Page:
Strategic Partners

Beware of Brand Impersonators During UAE Summer Surprises

Werno Gevers, Cybersecurity Expert at Mimecast, cautions customers against cyberattacks during this peak shopping season in the UAE, based on recent findings.

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With the UAE in the middle of its annual peak shopping season – the Dubai Summer Surprises – online retailers and their customers need to remain on high alert for cyberattacks.

Data from Mimecast indicates that top retail, fashion and lifestyle brands are being impersonated in cyberattacks designed to trick unsuspecting shoppers looking to get a great deal or buy that must-have item.

The Dubai Summer Surprises offers sales, special offers and prize draws across the city from July to early September. After what has been an immensely challenging 18-months, consumers are understandably excited to engage in some retail therapy and relieve some of the pressure caused by the pandemic.

However, cybercriminals lie in wait. As marketers at top retail and fashion brands aim to promote specials by sending the right message to reach the right customers at the right time, so do cybercriminals.

Except when it comes to crooks, the objective is not to offer great deals, but to steal credentials, infect devices with malware and subvert the trust customers have in their favourite brands for their own monetary gain.

Data points to growing threat

Based on Mimecast threat intelligence, global brand impersonation emails directed at Mimecast customers rose by 44% in 2020 to reach an average of nearly 27 million emails per month. Since this only accounts for Mimecast customers, the actual scale of the problem is likely far worse.

The more popular the brand, the more likely it will be co-opted into cybercriminals’ nefarious plans. Mimecast’s State of Brand Protection report highlights how companies on the Brandz Top 100 Most Valuable Global Brands 2020 index experienced a massive 381% increase in brand impersonation attacks during the two months of May and June 2020 compared to January-February, before the pandemic struck.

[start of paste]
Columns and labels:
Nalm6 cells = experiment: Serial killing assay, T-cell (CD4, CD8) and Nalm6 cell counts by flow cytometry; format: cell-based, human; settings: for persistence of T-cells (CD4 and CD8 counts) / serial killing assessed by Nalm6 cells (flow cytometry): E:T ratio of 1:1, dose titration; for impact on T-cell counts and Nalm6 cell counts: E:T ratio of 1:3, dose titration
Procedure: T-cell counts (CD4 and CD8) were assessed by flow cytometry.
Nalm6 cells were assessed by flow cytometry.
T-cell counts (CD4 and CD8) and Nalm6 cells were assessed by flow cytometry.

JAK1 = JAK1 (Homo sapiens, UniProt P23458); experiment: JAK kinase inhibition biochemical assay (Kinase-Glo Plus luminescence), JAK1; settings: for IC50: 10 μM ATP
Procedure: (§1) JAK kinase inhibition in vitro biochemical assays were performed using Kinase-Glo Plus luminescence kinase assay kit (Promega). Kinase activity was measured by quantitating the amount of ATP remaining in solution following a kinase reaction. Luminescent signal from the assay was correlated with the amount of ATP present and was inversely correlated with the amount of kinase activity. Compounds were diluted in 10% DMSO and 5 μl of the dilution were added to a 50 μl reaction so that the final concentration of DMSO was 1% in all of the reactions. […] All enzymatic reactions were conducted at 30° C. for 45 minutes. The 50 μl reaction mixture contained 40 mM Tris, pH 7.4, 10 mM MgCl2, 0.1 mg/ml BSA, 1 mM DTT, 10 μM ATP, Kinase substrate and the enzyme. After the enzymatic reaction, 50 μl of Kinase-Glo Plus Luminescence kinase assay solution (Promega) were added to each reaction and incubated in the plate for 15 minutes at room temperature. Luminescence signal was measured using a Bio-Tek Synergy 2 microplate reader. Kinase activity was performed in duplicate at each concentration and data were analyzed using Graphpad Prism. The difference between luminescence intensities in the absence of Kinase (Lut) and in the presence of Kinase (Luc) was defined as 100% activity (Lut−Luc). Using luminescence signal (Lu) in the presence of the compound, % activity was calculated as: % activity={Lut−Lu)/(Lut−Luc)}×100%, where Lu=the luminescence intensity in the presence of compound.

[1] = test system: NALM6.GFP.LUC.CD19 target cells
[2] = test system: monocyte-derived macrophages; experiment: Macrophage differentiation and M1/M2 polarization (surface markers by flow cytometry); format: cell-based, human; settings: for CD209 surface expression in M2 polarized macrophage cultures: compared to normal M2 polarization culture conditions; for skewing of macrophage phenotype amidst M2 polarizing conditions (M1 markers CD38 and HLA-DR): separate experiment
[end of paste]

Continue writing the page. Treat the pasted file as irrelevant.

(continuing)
During the same period, the number of new domains suspected of brand impersonation spiked by 366%.

The result? Customers are increasingly being duped, with monthly clicks on dangerous links by unsuspecting shoppers soaring by 84.5% over the course of the year.

In the UAE, 36% of respondents to the Mimecast State of Email Security 2021 Report saw an increase in brand impersonation via counterfeit websites, and two in five had a rise in malicious email spoofing.

Greater efforts needed to protect shoppers

Brands are becoming increasingly concerned over the damage such attacks can have on their reputation and relationship with customers. Ninety-five percent said they would be concerned if a counterfeit website misappropriated their company’s brand, up from 74% in 2020.

These concerns are not without merit. Frost & Sullivan research shows that nearly half (48%) of respondents to its survey stopped using an online service when it had suffered a data breach.

Mimecast’s Brand Exploit Protect web-scanning tool uncovered how various retailers on Kantar’s top 100 brands list – such as Amazon, Zara, Chanel, and Adidas – have all been recent victims of brand impersonation.

Meanwhile, a web scan created in the past six months of five of the top online retailers in the Middle East and North Africa picked up over 18 000 domains with a similar name to these brands. Over 5000 of these were created within the last six months, which is often a pretty good indication that something might not be right.

The popularity of these brands, especially during this peak shopping season, means consumers are often left vulnerable as they rush to get that one great deal or special offer.

For these and other brands looking to regain lost revenue following the global economic slowdown of the past year-and-a-half, such attacks could not come at a worse time.

Greater effort needed to protect customers

To protect customers against cybercriminals and fraudsters, brands need to deploy new tools and implement additional policies to maintain the integrity of their brands online.

Marketers and security teams should work in close partnership: marketing teams can help security teams distinguish legitimate uses of their brand from bad actors, and security teams can help marketers gain greater visibility over the extent to which their brand is being exploited.

Security teams need to act quickly to take down spoofed domains. Brand protection services are invaluable here: tools such as DMARC help identify outgoing emails impersonating legitimate domains, while brand exploit protection tools can block brand attacks before they launch, and stop live attacks in their tracks.

Brands also need to drive awareness of cyber threats among customers, equipping them with the knowledge to identify potentially fake or malicious brand impersonation attempts.

Finally, by integrating brand exploit protection services with email and web security solutions, organisations can strengthen their overall cyber resilience and be far better equipped to halt impersonation and other forms of attack before they affect customers, partners or employees.

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